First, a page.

By Angelos Anastasiou
Auditor General Odysseas Michaelides’ investigation into alleged misconduct by former Health minister Petros Petrides seems likely to end up in court regardless of its conclusion as Michaelides on Tuesday rejected claims by Petrides’ lawyers that he has violated their clients’ constitutional rights.
Michaelides had identified three counts of personal intervention by Petrides during his time as Health minister – March 2013 to March 2014 – to approve the reimbursement by the government of surgeries performed on former patients of his privately.
The patients’ reimbursement applications had been rejected by the competent medical council on the grounds that the operations could have been performed by public hospitals, but Petrides subsequently stepped in to overrule the council’s decision.
In a letter addressed to the Audit Service by Achilleas and Emilios K. Emilianides law firm, on behalf of their client – Petrides – the lawyers claim Michaelides has exceeded the terms of his mandate.
“The framework of powers granted to the Auditor General in no way includes the power to determine, even in the first instance, the committing of a criminal offence, much less so for such committing by government ministers,” the letter said.
Petrides’ lawyers also argue that Michaelides’ tactic of leaking letters to the press “undoubtedly damages our client irrevocably.”
“Finally, in the course of exercising your duties,” the letter added, “you appear to have violated the law mandating that any person likely to suffer by your actions is entitled to be heard. Prior hearing by the affected party is substantiated by the nature of your letters as they refer to criminal offences.”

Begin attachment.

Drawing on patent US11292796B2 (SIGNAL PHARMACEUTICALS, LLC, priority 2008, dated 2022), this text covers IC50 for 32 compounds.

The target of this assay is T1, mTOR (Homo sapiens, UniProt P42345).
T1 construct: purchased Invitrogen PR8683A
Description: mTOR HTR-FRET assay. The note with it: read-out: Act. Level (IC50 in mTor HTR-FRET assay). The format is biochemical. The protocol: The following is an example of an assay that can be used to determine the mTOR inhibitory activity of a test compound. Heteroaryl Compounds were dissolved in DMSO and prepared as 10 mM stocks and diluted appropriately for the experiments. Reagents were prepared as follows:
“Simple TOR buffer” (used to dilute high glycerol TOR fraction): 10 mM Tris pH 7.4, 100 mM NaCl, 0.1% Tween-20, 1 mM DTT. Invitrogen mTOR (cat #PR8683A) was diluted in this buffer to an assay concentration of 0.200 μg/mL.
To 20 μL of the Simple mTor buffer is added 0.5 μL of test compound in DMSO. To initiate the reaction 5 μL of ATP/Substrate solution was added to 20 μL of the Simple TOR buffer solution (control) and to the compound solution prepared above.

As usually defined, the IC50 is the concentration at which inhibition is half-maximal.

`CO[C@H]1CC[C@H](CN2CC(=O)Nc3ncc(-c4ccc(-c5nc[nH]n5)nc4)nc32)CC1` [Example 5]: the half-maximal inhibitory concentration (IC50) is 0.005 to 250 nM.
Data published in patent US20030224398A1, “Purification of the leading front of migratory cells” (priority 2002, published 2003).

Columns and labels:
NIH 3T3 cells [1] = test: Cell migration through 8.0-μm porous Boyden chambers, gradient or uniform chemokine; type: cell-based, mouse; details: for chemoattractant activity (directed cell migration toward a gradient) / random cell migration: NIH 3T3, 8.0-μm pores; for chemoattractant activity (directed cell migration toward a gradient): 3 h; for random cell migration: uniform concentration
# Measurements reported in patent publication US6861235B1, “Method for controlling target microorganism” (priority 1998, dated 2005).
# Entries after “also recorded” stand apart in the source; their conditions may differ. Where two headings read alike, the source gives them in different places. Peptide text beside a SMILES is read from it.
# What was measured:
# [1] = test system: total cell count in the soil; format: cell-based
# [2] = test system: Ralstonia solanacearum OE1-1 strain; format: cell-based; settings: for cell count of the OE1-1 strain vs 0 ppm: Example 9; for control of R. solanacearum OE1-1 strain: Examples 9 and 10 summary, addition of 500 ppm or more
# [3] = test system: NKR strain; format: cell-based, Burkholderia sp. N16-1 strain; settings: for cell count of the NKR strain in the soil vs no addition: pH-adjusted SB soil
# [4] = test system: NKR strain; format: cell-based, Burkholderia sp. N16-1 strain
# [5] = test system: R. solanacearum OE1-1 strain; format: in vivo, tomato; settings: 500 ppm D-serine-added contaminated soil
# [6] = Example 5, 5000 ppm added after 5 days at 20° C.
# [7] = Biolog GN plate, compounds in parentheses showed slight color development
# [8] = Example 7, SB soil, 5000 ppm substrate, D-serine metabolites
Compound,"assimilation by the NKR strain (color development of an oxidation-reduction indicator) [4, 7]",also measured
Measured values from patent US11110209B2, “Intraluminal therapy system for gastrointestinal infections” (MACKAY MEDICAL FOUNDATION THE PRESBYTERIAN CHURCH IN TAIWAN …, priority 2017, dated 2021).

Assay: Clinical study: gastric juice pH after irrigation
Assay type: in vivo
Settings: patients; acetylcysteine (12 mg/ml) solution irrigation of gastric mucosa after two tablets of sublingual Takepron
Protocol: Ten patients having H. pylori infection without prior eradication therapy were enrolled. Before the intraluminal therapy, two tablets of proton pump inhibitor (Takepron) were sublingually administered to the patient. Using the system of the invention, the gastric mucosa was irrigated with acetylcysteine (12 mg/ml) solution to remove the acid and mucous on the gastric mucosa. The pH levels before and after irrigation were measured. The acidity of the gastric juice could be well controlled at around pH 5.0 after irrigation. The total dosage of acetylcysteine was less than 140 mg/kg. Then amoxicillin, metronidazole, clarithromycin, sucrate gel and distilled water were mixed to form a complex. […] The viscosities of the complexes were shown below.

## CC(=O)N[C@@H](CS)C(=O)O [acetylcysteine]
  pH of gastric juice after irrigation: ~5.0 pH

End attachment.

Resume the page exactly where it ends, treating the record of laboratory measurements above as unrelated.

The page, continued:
On Tuesday, the Auditor General issued a letter of response, rejecting the premise of the accusations against him and citing the law governing his office’s mandate.
“To avoid any doubt, this law stipulates that the Auditor General is empowered and may perform administrative audits in any ministry, and departments or services thereof, any legal person of public law, municipality, local council or other fund or organisation controlled by one, to determine whether they operate and utilise their available resources in prudent, beneficial and effective manner,” the Auditor General’s letter quoted.
Michaelides countered that at no point had he made any determination as to Petrides’ criminal culpability, but merely urged the former minister to bring the case before the Attorney General’s office for him to determine the existence of such culpability, if any, or any further action.
The Auditor General also seemed to take offence at the notion of employing the tactic of leaking correspondence to the press, and said as much in his response.
“Our Service does not ‘leak’ letters – it merely dispatches letters,” he said. “My opinion is that the responsibility for articles published in newspapers lies with reporters and legal owners.”
Michaelides signed off his repudiation by arguing that public personas should offer themselves to public scrutiny.
“You will agree that individuals accepting public office or position should be willing to be examined with regard to the appropriateness and legitimacy of their actions,” he asserted. “Such examination should obviously be conducted in the manner designated by law. It is also my belief that cases involving individuals who have served in political positions should, in favour of transparency, be copied to the House Watchdog committee. That is what we have done in this case.”